Prime Minister battles to save Brexit deal with efforts to woo DUP
Theresa May will continue efforts to salvage her Brexit deal amid further signs of pressure on her position.
Further talks are expected over the coming days with the Democratic Unionist Party (DUP) in the hope that persuading the 10 Northern Irish MPs to back the deal will help sway scores of Tory Eurosceptics to fall into line.
DUP deputy leader Nigel Dodds said lengthy talks on Friday with senior ministers including Chancellor Philip Hammond were “constructive” and there was a “renewed focus” from the Government on addressing their concerns.
Mr Dodds said: “We have had a constructive dialogue. Those discussions will continue over the coming period of time.”
The Prime Minister is expected to bring her Withdrawal Agreement back for a third vote early next week despite its overwhelming 149-vote defeat on Tuesday.
It has been a bruising week for the Prime Minister, with her Cabinet in open revolt as the focus on her leadership intensified.
The Daily Telegraph reported two senior Downing Street figures believe she should “fall on her sword” by setting out the timetable for her departure.
Earlier this week, Tory MP George Freeman, a former head of Mrs May’s policy board, said “we need to choose a new leader” with a vision to “make sense of Brexit” and Conservative veteran Sir Christopher Chope said he would “seriously consider” voting against her in a Commons confidence motion.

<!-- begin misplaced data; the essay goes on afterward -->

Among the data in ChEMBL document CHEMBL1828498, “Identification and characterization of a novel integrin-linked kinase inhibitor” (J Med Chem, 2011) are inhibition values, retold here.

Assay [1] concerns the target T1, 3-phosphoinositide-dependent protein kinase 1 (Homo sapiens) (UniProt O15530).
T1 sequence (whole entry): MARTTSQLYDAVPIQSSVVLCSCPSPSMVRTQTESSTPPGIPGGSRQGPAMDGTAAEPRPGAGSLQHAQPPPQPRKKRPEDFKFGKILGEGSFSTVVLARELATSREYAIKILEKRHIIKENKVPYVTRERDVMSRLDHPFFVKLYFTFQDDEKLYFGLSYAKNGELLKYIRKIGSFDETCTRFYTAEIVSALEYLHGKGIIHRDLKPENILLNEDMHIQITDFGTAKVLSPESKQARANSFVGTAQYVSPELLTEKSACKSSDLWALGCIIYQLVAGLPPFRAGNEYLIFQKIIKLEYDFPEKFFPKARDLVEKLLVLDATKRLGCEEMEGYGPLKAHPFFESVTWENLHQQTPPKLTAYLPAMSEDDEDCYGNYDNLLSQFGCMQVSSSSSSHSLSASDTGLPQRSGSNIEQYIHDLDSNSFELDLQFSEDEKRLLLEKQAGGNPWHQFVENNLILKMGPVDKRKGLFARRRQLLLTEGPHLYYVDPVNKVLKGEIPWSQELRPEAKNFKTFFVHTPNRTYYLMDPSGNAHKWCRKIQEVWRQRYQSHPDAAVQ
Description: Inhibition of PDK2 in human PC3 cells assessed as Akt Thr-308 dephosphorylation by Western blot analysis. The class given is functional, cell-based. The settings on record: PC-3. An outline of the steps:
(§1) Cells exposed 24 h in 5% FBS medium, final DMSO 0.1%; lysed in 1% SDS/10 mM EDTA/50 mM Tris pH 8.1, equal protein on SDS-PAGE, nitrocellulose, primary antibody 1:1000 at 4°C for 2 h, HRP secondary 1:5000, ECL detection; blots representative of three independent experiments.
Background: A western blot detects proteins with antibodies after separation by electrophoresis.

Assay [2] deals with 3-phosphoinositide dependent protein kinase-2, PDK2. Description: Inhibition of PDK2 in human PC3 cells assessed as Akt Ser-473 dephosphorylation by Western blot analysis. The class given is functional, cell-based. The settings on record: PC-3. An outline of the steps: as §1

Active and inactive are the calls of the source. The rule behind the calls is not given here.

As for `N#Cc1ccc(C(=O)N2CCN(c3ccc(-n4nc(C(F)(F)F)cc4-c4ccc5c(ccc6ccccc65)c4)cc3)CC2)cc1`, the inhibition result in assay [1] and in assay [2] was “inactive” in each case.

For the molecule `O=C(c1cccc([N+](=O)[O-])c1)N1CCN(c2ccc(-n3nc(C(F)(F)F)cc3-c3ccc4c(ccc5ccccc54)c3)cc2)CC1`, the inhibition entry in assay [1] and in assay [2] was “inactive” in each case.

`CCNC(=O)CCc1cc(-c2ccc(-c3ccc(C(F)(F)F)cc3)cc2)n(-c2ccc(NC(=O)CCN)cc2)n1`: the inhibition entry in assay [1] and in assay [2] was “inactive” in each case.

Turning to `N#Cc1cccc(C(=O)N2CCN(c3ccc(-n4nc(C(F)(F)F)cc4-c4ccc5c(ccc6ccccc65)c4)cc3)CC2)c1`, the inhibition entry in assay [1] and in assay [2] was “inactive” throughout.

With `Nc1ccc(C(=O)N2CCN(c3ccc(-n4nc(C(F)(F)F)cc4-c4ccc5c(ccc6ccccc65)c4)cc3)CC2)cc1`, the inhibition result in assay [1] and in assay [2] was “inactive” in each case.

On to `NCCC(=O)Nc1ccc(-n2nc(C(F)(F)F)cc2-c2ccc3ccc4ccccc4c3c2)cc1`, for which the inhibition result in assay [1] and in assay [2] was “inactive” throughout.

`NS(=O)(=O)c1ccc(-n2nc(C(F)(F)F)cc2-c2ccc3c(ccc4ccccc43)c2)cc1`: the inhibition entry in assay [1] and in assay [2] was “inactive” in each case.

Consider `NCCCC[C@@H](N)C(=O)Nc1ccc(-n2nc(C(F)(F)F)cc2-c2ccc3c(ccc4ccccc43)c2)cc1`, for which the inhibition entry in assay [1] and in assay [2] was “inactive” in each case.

Brussels has begun preparations for a possible delay to Brexit beyond the current March 29 deadline after MPs backed an extension to the Article 50 process.
Documents circulating among EU ambassadors make clear the bloc would terminate the UK’s membership on July 1 if it has not taken part in European Parliament elections.
The draft paper obtained by the Financial Times makes clear Britain has to take part in the May 23-26 votes if it wants an extension of more than three months.
The EU guidance echoes the briefing provided to MPs at Westminster before Thursday’s vote, which said “if the UK were to seek an extension beyond July 1, and hence remain a member state beyond that point, it would need to participate in the EP elections”.
Brexit Secretary Stephen Barclay, who voted against the Government motion requesting an Article 50 extension, indicated he would prefer a no-deal departure from the bloc to a long delay.
He told the BBC: “If we get the deal through as I hope we still will, we will now need a short, technical extension.
“But, if not, we shouldn’t be afraid to leave with no deal.”
Former Cabinet minister Esther McVey suggested fellow Brexiteers could back Mrs May’s “rubbish” deal next week to make sure the UK leaves the EU.
She told BBC Radio 4’s Political Thinking With Nick Robinson podcast: “The element now is that people will have to take a bad deal rather than no deal.”
Any Brexit delay will require the agreement of the other 27 European Union members, with talks about any conditions for an extension set to begin before leaders gather at a summit next week.
European Council president Donald Tusk met Dutch Prime Minister Mark Rutte in The Hague on Friday, before talks with the bloc’s key power brokers Angela Merkel and Emmanuel Macron on Monday.
Following the talks, Mr Rutte said the current Withdrawal Agreement is the “only deal on the table”.
Meanwhile, former Ukip leader Nigel Farage will set out on his March to Leave, starting in Sunderland later on Saturday and arriving in Westminster on March 29.